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American Immigration: Building a Nation
The puritan leader John Winthrop called America a city upon a hill or a light unto all nations. This new land was to be the place where anyone’s dreams could come true; where life would be better for all. Immigrants to this country held fast to that idea and it became known as the American dream. This dream brought many different people to America to find a better life for themselves and for their children.
Immigrants all came for different reasons, to own land, to have religious freedom, to escape famine, or to escape persecution but no matter the circumstances they saw America as the answer to their problems. Since most immigrants left their homeland because of country-wide problems American immigration occurred in definite patterns or waves. These waves of immigrants are what established the culture we have today.
Though it’s not necessarily what you think of when talking about American immigration the first immigrants to come to this country did so over 20,000 years ago. They were nomads and hunters that followed herds of game from Asia to the North American Continent. They brought their families with them because of the long distances they traveled to stay with the herds. These nomads are the ancestors of the Native Americans, who established themselves on this continent long before any Europeans found it.
The next major wave is the one that we are most familiar with, it is the pilgrims or the colonist. The majority of these early settlers were from England, because of this English was established as the most prevalent language on the new continent. These newcomers arrived for two major reasons either to experience religious freedom or business ventures. Groups such as the “pilgrims” or separatists came to establish their own religious beliefs while the puritans believed that by coming to America they could make better England’s primary religion. There were other groups such as those who established Jamestown who came to find different resources for trade and corner a new market. Some of these attempts failed while others expanded into the first colonies.
The majority of immigrants that came to America at this time were from Western Europe. In 1780 three out of four US citizens were either of English or Irish descent. Immigrants also arrived from Spain, Portugal, France, Holland, Germany and Sweden but those from the British Isles were still predominant. Not all of those who came to America did so willfully. Between 1619 and 1808 some 500,000 Africans were brought here as slaves.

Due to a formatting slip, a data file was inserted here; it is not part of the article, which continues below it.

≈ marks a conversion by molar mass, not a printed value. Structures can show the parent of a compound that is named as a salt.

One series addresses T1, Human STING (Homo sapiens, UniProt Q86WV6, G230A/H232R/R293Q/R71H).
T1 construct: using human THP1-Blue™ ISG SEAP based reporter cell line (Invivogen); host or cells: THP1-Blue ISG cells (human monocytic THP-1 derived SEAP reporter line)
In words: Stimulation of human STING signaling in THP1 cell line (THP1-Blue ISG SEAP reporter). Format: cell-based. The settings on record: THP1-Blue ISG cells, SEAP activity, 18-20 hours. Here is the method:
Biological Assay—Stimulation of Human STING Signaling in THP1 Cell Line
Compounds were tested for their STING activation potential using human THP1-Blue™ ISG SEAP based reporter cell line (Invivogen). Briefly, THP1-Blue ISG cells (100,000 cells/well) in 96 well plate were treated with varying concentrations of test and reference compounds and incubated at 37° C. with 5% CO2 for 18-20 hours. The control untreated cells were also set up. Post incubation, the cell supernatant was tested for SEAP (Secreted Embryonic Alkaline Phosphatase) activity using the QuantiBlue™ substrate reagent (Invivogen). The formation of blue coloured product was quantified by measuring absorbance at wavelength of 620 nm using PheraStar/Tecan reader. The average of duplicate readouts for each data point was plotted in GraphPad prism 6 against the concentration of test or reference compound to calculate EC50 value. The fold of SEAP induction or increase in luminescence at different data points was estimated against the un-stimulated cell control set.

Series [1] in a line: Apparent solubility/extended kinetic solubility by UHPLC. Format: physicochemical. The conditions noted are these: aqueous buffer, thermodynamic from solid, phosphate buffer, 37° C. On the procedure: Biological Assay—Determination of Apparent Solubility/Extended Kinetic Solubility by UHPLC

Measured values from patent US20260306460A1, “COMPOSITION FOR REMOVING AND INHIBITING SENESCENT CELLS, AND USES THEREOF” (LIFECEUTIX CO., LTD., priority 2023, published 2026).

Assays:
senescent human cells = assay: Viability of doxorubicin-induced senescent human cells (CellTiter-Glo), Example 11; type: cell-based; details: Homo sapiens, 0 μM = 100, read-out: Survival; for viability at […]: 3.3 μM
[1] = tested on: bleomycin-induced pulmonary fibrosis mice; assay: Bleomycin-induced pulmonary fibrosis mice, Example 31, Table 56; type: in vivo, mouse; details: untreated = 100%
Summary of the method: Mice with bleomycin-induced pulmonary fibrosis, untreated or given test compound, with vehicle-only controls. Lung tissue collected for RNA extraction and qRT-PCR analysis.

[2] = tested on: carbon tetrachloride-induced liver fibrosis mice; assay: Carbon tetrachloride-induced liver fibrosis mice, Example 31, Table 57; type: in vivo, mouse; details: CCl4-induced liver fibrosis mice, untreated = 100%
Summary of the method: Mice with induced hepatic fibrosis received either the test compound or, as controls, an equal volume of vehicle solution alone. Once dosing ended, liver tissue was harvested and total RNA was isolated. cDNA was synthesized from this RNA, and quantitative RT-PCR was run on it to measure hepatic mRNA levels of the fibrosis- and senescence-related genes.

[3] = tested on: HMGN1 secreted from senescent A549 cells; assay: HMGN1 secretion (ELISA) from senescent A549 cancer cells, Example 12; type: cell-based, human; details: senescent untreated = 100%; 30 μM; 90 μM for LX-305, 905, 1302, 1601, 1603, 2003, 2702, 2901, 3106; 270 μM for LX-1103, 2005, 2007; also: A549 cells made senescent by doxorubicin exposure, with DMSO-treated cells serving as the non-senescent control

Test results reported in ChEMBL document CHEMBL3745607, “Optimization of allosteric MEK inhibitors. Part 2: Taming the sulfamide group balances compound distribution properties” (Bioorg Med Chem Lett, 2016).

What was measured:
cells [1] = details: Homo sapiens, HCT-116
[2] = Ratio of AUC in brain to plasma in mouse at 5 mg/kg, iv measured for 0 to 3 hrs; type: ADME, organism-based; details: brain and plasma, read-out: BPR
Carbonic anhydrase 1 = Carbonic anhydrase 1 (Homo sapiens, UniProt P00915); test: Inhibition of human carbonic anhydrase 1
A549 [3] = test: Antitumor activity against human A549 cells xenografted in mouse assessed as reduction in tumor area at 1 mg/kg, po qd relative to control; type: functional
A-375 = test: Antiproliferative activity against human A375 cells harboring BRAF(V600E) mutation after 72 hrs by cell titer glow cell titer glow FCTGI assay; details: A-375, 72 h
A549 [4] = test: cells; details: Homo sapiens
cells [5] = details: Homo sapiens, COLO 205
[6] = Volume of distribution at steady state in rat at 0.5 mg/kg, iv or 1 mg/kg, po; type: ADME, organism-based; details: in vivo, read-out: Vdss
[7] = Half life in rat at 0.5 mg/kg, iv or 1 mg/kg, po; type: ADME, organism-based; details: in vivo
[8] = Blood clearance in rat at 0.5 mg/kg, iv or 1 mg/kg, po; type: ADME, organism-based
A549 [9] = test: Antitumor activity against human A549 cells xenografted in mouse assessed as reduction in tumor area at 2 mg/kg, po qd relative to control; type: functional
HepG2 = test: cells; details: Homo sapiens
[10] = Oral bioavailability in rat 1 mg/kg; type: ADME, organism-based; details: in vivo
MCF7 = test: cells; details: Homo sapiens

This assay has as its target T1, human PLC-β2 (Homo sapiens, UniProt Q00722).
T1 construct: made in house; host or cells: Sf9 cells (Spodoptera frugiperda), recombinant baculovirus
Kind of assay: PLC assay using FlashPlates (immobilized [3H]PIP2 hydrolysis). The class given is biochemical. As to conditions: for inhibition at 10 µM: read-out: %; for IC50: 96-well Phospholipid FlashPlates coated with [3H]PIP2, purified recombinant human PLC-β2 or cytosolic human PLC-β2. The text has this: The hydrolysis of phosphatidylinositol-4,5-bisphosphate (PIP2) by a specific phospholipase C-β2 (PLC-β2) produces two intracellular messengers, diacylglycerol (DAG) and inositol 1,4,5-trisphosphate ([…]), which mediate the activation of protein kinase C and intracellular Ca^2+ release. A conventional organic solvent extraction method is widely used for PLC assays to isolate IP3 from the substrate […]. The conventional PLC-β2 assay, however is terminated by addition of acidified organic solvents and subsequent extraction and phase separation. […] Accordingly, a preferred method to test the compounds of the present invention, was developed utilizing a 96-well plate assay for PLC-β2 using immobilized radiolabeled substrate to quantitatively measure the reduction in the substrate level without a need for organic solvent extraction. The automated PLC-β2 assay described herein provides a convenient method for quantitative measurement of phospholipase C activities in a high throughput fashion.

Between 1820 and 1870 there was a major influx of immigrants because of problems in Europe. They came to America to escape things like famine, poor harvests, rising populations and political unrest. The Irish were once again major players in the rise of immigrant numbers because of the potato blight that had struck their country. In 1847 alone 118,120 Irish came to America. At this time there was also political unrest in Germany causing many Germans to emigrate. The latter part of this boom was caused by the Civil War. The union army would recruit Europeans to come and fight by promising them land.
The beginning of the1880’s ushered in another wave of immigrants; it is the largest of all bringing in over 23 million newcomers to the country. It also marked the beginning a large Jewish immigration. Over the next 45 years around 2 million Jews would move to the United States. This fluctuation caused the government to respond by opening Ellis Island which would be the passage for 12 million immigrants to become American Citizens.
In the 1920’s Americans began to worry that all the new immigrants would take away job opportunities because they were willing to work longer for less. In 1924 the Johnson-Reed Immigration act was passed by congress which limited the amount of people that could immigrate to America based on their country of origin. The limits were set based upon how many people from a specific country were already living in the US.
The Act was modified in 1965 to grant visas to those who applied first and the quotas were changed from countries to hemispheres. There was also a preference given to those who had relatives in the United States or had a needed job skill. It was again modified to eliminate the hemisphere quotas and establish a world wide ceiling in 1978. In 1990 the cap on the number of immigrants allowed was made flexible.
The face of America is continually changing because of immigration. Since the country was founded it has gone from a Western European society to a true mix with many different cultures. As J.F.K once wrote America is “a society of immigrants, each of whom had begun life anew, on an equal footing. This was the secret of America: a nation of people with a fresh memory of old traditions who dared to explore new frontiers”.
About the Author:
Heather Edden is a Client Account Specialist for 10x marketing and a descendant of Norwegian immigrants. To find your immigrant ancestors contact Price and Associates.